• - Credit Card Industry Grapples with Security Fresh details of large-scale cyber attacks against data processor Heartland Payment Systems, Inc. and supermarket chain Hannaford Brothers show the challenges facing the efforts of the credit card industry to upgrade security measures. While both companies say their computer networks met the tough new standards meant to prevent data breaches, Visa, Inc. said Heartland may have let its guard down. The positions reflect broader disagreements in the industry, as squabbling between merchants and financial firms over technology and the cost of systems upgrades continues to impede progress while the financial stakes get higher. Fraud involving credit and debit cards reached $22 billion last year, up from $19 billion in 2007, according to California consulting firm Javelin Strategy & Research. More information:
  • - "Dirty Websites" Pose Biggest Security Risk The 100 most dangerous sites on the web are propagating an average of 18,000 different pieces of malware, according to leading security software maker Symantec. While 48 of the top 100 worst are adult-themed sites, others featured diverse topics, ranging from deer hunting and catering, to figure skating, electronics, and legal services. "We used to tell people if you stick with the 'safe neighborhood' you will be safe, and what we see from this list is that even if you stick to the safe neighborhood, it doesn't mean you are safe," said Symantec's Dan Schrader. "Your own judgment doesn't tell you anything about the security practices of that site." Ken Pappas of Top Layer Security adds that "The list of most-offensive websites is changing and new websites are constantly being infected. This is not something like building a ten most-wanted for criminals at large. "Whether it's ten viruses or ten thousand doesn't matter; the point is, many people are going to what they believe is a legitimate and trusted website. They have no idea or warnings it will potentially put malware in the computer." More information:
  • Center for Internet Security is a not-for-profit organization that helps enterprises reduce the risk of business and e-commerce disruptions resulting from inadequate technical security controls, and provides enterprises with resources for measuring information security status and making rational security investment decisions. National Security Agency Guidelines for Security Configurations Computer Security Resource Center supported by the National Institute of Standards and Technology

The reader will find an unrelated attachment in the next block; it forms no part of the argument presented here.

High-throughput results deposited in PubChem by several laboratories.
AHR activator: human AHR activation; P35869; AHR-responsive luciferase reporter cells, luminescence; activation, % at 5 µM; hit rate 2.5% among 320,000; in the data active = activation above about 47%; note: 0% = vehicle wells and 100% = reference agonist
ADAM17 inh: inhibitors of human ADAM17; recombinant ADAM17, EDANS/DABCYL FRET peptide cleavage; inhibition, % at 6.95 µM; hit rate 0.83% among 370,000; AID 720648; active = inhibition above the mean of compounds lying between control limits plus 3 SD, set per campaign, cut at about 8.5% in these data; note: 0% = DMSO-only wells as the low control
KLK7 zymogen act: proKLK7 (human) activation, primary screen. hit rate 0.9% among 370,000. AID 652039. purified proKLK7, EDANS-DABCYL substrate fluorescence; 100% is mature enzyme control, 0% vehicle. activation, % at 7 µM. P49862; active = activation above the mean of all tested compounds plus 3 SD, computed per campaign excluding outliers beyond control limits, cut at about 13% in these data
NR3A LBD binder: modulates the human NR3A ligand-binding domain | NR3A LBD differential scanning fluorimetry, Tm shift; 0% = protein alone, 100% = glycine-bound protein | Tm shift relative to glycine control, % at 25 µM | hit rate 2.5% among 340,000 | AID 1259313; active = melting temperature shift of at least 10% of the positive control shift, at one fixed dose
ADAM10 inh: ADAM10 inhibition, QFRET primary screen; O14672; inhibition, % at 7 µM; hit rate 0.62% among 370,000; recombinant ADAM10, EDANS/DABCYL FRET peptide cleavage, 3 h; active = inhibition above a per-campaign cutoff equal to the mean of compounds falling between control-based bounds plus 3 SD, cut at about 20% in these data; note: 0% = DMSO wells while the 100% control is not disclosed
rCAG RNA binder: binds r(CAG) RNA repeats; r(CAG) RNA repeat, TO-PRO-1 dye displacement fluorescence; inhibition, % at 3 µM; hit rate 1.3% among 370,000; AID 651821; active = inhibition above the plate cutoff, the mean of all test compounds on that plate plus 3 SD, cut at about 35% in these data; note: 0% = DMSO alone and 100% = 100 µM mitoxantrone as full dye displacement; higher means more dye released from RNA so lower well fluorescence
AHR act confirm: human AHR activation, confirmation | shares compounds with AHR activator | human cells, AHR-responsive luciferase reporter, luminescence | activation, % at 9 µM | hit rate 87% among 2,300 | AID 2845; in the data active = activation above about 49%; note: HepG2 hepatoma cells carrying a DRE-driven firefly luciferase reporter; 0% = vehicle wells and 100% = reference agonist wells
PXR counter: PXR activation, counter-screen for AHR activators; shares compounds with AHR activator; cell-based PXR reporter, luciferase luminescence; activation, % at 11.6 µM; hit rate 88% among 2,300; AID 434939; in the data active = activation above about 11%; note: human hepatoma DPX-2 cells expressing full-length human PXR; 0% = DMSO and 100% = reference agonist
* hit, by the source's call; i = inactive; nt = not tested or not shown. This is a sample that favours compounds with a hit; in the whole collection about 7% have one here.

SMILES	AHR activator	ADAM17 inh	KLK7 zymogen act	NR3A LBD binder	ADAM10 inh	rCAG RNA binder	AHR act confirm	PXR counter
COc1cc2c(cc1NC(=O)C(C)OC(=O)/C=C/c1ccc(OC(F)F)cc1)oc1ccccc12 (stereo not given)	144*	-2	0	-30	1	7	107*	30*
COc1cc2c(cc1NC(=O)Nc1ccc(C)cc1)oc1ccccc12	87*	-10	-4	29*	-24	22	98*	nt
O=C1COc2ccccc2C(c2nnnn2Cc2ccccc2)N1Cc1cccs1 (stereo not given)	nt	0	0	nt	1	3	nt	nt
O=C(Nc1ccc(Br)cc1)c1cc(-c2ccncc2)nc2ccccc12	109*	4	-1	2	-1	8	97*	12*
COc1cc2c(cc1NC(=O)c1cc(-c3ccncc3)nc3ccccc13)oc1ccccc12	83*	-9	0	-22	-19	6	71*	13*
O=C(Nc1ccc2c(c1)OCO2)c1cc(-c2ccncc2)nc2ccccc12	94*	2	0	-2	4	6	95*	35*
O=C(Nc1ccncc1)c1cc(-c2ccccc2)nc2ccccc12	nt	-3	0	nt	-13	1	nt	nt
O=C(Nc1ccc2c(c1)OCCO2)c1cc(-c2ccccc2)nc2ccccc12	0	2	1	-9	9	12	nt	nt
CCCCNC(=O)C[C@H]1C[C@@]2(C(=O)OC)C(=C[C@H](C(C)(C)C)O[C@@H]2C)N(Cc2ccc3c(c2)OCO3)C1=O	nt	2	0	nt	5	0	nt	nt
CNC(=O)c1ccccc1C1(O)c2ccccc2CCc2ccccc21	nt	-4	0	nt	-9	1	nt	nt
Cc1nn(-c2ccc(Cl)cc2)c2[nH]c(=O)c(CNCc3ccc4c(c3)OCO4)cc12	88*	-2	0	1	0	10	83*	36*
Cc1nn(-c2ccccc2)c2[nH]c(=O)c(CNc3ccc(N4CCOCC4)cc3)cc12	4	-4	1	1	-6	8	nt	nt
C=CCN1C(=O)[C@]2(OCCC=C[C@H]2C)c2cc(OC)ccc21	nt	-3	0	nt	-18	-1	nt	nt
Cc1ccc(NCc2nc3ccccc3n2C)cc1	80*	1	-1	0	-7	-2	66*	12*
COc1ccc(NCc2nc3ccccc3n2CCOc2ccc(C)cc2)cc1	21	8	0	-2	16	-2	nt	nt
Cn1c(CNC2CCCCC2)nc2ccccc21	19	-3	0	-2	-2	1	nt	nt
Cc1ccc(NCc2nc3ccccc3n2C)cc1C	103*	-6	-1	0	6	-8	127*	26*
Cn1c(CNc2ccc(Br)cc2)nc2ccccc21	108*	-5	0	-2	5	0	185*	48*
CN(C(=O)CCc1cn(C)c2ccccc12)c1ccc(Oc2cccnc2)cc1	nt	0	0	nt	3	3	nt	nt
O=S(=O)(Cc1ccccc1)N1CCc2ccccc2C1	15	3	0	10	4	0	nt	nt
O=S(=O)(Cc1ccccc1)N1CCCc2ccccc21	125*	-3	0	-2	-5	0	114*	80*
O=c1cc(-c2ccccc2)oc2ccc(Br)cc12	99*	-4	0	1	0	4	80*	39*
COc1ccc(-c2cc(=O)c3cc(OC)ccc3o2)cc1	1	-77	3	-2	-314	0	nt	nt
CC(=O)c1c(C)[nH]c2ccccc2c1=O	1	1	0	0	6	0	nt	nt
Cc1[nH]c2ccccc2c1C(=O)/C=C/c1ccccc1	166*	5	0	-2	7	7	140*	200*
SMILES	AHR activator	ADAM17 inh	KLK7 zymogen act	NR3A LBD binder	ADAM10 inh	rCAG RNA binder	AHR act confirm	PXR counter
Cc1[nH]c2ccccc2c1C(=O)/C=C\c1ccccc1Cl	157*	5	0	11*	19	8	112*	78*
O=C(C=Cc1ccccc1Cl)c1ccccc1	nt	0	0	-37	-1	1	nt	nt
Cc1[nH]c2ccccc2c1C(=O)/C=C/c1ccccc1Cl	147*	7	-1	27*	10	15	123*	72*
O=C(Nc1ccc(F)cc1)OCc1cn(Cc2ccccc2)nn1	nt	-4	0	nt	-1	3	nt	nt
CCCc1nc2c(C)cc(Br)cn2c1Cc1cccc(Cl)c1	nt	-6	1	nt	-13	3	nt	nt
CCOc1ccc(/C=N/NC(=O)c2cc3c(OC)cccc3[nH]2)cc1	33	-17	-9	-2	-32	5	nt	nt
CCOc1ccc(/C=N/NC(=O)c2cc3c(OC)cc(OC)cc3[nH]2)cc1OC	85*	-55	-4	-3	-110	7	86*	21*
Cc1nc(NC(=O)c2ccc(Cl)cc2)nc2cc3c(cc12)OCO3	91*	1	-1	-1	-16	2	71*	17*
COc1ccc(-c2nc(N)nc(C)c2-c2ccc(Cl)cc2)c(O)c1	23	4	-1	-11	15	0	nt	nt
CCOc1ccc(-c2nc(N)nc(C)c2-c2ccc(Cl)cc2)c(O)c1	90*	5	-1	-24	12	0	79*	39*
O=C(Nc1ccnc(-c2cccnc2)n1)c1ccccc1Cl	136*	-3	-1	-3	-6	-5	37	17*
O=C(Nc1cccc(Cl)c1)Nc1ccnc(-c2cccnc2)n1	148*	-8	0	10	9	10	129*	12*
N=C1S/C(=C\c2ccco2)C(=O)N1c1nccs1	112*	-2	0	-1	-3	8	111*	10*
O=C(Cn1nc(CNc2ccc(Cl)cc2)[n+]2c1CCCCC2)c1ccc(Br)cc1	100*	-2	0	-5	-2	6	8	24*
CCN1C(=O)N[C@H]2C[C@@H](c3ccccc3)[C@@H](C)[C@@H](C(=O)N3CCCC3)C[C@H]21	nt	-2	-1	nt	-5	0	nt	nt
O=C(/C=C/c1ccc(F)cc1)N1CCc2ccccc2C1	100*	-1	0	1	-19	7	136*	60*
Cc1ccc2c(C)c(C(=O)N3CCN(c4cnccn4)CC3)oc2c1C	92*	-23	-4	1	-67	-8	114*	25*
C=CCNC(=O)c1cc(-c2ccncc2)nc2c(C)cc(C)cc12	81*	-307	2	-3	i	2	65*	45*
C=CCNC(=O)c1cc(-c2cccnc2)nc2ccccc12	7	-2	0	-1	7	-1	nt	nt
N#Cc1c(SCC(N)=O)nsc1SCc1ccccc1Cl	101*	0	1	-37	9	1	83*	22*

• College Presentation

    1. 1. The C, I, A’s of Security Introduction to Security Presentation Given To Students in The Master of Information Strategy, System and Technology Curriculum at Muskingum College Scott Frost CISSP, CISM, CISA The Polaris Consulting Group, LLC.
    2. 2. Honesty on the Internet 12 Sept 2009 Copyright The Polaris Consulting Group
    3. 3. CIA – the three legged tripod <ul><li>Integrity </li></ul><ul><li>Confidentiality </li></ul><ul><li>Availability </li></ul>12 Sept 2009 Copyright The Polaris Consulting Group
    4. 4. Confidentiality <ul><li>Confidentiality ensures that computer-related assets are accessed only by authorized parties. That is, only those who should have access to something will actually get that access. By “access,” we mean not only reading but also viewing, printing, or simply knowing that a particular asset exists. Confidentiality is sometimes called secrecy or privacy” </li></ul><ul><li>Security in Computing, Third Edition pg 10 </li></ul>12 Sept 2009 Copyright The Polaris Consulting Group
    5. 5. Integrity <ul><li>The quality of correctness, completeness, wholeness, soundness and compliance with the intention of the creators of the data. </li></ul><ul><li>Or more simply put, “The data hasn’t been changed” </li></ul>12 Sept 2009 Copyright The Polaris Consulting Group
    6. 6. Availability <ul><li>The degree to which data and the services or systems that provide the data are working acceptably </li></ul>12 Sept 2009 Copyright The Polaris Consulting Group
    7. 7. CIA – How they work together Confidentiality Integrity Availability Secure 12 Sept 2009 Copyright The Polaris Consulting Group
    8. 8. Other Key Terms <ul><li>Possession - The ownership or control of information, as distinct from confidentiality. </li></ul><ul><li>Authenticity - The correct attribution of origin such as the authorship of an e-mail message or the correct description of information such as a data field that is properly named. </li></ul><ul><li>Utility - Usefulness; fitness for a particular use. </li></ul><ul><li>Non-repudiation – Sender can’t deny sending and receiver can’t deny receiving (Think digital signatures) </li></ul>12 Sept 2009 Copyright The Polaris Consulting Group
    9. 9. Threats, Vulnerabilities, and Risks Oh My! <ul><li>Threats – something that has the potential to cause harm or loss </li></ul><ul><li>Vulnerabilities – weakness in a security system </li></ul><ul><li>Controls – protective measure that removes or reduces a vulnerability </li></ul><ul><li>Risks – “The potential that a given threat will exploit vulnerabilities of an asset or group of assets to cause loss or damage to the assets. The impact or relative severity of the risk is proportional to the business value of the loss/damage and to the estimated frequency of the threat” (1) </li></ul>12 Sept 2009 Copyright The Polaris Consulting Group
    10. 10. Examples of Threats <ul><li>Acts of God – forces of nature, fire, flood, earthquake </li></ul><ul><li>Technical Failures – Hardware or software with errors or flaws. (i.e. - Intel FDIV) </li></ul><ul><li>Management Failures – Failure to upgrade or update, Inappropriate configuration. (AV updates, mis-configured firewall) </li></ul>12 Sept 2009 Copyright The Polaris Consulting Group
    11. 11. Examples of Vulnerabilities <ul><li>Weak or default passwords </li></ul><ul><li>Un-patched system </li></ul><ul><li>Design flaw </li></ul><ul><li>Code flaw (buffer overflows, input validation, etc.) </li></ul><ul><li>Inadequate building construction </li></ul>12 Sept 2009 Copyright The Polaris Consulting Group